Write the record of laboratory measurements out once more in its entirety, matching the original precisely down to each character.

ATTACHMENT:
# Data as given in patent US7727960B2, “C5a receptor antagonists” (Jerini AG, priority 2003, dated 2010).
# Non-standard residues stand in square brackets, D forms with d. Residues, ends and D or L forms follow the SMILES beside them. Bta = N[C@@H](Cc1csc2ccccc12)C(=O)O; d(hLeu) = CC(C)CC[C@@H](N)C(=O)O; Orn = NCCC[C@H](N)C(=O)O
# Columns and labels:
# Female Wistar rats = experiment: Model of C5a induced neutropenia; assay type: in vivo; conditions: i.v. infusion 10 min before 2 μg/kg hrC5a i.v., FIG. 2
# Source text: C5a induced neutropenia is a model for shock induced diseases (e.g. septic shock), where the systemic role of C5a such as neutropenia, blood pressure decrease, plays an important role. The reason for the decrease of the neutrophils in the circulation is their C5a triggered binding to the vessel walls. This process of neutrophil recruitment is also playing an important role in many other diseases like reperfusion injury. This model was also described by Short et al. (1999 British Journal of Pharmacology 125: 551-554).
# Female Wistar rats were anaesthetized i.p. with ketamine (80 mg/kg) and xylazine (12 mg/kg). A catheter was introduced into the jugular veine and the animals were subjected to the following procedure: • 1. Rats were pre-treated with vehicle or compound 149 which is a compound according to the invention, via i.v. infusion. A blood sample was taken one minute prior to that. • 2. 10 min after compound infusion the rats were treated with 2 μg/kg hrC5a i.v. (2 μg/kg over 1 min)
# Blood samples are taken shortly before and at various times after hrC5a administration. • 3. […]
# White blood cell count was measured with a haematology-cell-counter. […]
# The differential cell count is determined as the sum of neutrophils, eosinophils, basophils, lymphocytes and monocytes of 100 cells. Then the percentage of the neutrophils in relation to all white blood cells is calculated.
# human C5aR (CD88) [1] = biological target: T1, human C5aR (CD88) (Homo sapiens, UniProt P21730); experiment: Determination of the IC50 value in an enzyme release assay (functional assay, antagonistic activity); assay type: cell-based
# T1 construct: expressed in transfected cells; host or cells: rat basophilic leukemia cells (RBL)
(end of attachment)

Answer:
# Data as given in patent US7727960B2, “C5a receptor antagonists” (Jerini AG, priority 2003, dated 2010).
# Non-standard residues stand in square brackets, D forms with d. Residues, ends and D or L forms follow the SMILES beside them. Bta = N[C@@H](Cc1csc2ccccc12)C(=O)O; d(hLeu) = CC(C)CC[C@@H](N)C(=O)O; Orn = NCCC[C@H](N)C(=O)O
# Columns and labels:
# Female Wistar rats = experiment: Model of C5a induced neutropenia; assay type: in vivo; conditions: i.v. infusion 10 min before 2 μg/kg hrC5a i.v., FIG. 2
# Source text: C5a induced neutropenia is a model for shock induced diseases (e.g. septic shock), where the systemic role of C5a such as neutropenia, blood pressure decrease, plays an important role. The reason for the decrease of the neutrophils in the circulation is their C5a triggered binding to the vessel walls. This process of neutrophil recruitment is also playing an important role in many other diseases like reperfusion injury. This model was also described by Short et al. (1999 British Journal of Pharmacology 125: 551-554).
# Female Wistar rats were anaesthetized i.p. with ketamine (80 mg/kg) and xylazine (12 mg/kg). A catheter was introduced into the jugular veine and the animals were subjected to the following procedure: • 1. Rats were pre-treated with vehicle or compound 149 which is a compound according to the invention, via i.v. infusion. A blood sample was taken one minute prior to that. • 2. 10 min after compound infusion the rats were treated with 2 μg/kg hrC5a i.v. (2 μg/kg over 1 min)
# Blood samples are taken shortly before and at various times after hrC5a administration. • 3. […]
# White blood cell count was measured with a haematology-cell-counter. […]
# The differential cell count is determined as the sum of neutrophils, eosinophils, basophils, lymphocytes and monocytes of 100 cells. Then the percentage of the neutrophils in relation to all white blood cells is calculated.
# human C5aR (CD88) [1] = biological target: T1, human C5aR (CD88) (Homo sapiens, UniProt P21730); experiment: Determination of the IC50 value in an enzyme release assay (functional assay, antagonistic activity); assay type: cell-based
# T1 construct: expressed in transfected cells; host or cells: rat basophilic leukemia cells (RBL)